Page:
The U.S. can, and should, take immediate action to impact that conclusion. U.S. Legal Attaches stationed abroad can proactively urge foreign governments to collect and disaggregate data on hate crimes abuse directed against LGBT people, to focus attention toward needed areas. Indeed, the United States is one of the few countries around the world that is trying to collect and disaggregate this data within its own jurisdiction. Justice Department legal advisors can provide host governments with needed expertise on legal reform tools. Overseas police training programs can offer greater attention to international LGBT bias-motivated violence. Inter-agency attention to bias-motivated violence abroad might benefit from enhanced coordinative structures or processes. And the U.S. can more purposefully support LGBT-affirming policies in other countries, and better match foreign assistance to LGBT civil society needs.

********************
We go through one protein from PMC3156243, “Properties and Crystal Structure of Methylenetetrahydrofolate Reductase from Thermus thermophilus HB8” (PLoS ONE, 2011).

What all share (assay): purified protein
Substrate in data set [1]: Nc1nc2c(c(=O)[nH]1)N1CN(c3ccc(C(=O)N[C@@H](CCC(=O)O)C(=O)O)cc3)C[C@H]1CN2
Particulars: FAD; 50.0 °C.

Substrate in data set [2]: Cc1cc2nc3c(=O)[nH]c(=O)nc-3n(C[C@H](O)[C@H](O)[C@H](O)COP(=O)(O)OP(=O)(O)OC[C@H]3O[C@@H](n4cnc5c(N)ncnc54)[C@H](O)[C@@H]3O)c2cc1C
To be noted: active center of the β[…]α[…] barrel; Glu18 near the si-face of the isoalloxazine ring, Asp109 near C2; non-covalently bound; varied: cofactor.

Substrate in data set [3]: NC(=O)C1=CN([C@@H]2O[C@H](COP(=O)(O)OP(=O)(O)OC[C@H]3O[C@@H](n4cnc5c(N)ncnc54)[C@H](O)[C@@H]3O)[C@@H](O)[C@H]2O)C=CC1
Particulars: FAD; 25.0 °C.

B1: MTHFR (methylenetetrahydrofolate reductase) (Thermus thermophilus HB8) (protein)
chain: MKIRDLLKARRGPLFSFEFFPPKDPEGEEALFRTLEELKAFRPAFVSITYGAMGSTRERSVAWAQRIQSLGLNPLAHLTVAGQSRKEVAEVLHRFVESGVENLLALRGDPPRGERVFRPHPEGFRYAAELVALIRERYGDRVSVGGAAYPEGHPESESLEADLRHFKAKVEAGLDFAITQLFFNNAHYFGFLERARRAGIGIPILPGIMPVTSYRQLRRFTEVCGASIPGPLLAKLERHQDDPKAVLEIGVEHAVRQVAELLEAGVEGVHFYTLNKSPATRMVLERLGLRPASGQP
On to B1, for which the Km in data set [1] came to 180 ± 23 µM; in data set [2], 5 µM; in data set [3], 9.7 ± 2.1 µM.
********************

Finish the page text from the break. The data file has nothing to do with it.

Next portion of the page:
In short, the State Department devotes sizeable resources to documenting human rights abuses abroad each year; it needs to more purposefully use that documentation to drive U.S. human rights policy and funding priorities overseas. This is not only a matter of using taxpayer dollars wisely, but of demonstrating our commitment to the fundamental human rights that our country is right to champion.

LGBT and Intersex Youth Issues in Development

IDAHOT May 17 2015

In honor of the International Day Against Homophobia, Transphobia, and Biphobia (IDAHOT), the Council for Global Equality is pleased to release the report from the 2014 Conference to Advance the Human Rights of and Promote Inclusive Development for Lesbian, Gay, Bisexual, Transgender, and Intersex (LGBTI) Persons. The conference was co-sponsored by the U.S. Department of State and USAID, with support from the Council for Global Equality.